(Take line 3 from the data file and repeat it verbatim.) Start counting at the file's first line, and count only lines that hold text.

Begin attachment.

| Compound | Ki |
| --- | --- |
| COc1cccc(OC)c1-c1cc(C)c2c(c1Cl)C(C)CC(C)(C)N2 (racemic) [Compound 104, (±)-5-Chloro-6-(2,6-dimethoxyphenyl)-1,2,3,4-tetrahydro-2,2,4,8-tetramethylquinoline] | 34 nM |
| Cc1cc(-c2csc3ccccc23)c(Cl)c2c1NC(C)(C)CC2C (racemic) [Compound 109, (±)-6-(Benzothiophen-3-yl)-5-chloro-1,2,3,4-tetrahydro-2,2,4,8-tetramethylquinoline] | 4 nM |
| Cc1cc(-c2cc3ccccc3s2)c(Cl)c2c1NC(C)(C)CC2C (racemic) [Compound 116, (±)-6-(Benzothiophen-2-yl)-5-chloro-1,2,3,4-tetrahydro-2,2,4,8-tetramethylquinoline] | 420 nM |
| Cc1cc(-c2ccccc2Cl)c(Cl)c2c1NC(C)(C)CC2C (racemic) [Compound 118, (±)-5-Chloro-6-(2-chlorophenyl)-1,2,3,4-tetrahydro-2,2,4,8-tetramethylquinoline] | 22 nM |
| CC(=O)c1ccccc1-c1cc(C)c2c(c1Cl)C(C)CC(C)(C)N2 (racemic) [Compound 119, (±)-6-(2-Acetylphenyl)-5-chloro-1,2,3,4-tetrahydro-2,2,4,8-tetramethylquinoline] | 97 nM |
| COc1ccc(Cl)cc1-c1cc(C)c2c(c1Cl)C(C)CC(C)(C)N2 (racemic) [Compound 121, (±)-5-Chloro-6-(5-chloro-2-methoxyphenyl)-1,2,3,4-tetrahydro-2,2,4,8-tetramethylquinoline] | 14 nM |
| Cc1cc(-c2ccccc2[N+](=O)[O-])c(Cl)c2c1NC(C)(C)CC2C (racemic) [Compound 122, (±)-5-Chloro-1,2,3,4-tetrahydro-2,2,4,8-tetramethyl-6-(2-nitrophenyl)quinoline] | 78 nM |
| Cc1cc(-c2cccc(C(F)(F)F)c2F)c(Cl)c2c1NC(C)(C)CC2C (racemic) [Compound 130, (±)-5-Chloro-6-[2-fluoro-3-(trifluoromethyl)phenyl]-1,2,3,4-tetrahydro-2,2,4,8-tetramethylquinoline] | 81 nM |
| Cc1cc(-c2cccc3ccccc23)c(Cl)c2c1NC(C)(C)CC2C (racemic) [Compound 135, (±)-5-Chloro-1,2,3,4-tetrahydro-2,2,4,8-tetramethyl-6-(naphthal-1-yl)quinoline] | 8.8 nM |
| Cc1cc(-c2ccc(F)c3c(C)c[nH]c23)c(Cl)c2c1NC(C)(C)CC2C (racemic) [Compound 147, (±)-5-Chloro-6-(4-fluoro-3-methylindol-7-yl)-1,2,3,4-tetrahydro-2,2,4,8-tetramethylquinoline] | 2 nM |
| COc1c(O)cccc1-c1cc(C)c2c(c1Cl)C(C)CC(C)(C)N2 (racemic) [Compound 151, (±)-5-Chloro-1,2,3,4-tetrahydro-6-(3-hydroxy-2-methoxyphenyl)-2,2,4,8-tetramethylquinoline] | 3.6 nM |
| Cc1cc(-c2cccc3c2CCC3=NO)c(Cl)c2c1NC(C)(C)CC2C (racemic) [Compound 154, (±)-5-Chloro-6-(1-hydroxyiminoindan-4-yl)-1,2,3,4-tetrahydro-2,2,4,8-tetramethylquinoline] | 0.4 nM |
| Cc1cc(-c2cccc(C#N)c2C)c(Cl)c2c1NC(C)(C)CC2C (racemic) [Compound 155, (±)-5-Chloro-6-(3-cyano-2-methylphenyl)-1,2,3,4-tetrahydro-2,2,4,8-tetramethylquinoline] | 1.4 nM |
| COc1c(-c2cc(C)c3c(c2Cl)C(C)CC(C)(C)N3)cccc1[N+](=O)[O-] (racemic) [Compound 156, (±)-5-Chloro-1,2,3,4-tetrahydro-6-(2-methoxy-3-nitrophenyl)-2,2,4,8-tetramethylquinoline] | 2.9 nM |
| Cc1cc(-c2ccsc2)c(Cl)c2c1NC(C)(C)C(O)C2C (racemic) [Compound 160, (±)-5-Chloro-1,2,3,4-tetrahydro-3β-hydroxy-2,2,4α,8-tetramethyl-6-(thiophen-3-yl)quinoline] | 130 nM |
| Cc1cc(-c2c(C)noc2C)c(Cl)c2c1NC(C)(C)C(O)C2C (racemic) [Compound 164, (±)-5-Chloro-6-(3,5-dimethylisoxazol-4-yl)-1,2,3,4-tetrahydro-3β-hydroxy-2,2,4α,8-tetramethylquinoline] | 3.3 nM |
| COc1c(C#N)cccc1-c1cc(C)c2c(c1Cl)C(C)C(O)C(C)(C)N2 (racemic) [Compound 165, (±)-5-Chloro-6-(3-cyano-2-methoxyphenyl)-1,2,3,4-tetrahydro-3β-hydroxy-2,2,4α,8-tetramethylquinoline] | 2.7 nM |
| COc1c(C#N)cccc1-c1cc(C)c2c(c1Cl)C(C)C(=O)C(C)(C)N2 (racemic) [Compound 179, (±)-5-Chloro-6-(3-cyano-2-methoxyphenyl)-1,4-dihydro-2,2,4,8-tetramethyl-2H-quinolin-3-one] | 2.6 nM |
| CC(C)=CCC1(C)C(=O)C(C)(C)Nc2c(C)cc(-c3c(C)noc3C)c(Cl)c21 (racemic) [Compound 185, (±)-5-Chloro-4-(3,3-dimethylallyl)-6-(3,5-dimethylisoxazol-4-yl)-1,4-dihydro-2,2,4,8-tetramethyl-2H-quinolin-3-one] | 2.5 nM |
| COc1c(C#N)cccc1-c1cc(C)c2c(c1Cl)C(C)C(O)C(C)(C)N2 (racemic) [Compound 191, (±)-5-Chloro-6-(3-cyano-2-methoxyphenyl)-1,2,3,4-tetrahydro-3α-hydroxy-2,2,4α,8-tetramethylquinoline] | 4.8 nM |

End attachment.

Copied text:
| COc1cccc(OC)c1-c1cc(C)c2c(c1Cl)C(C)CC(C)(C)N2 (racemic) [Compound 104, (±)-5-Chloro-6-(2,6-dimethoxyphenyl)-1,2,3,4-tetrahydro-2,2,4,8-tetramethylquinoline] | 34 nM |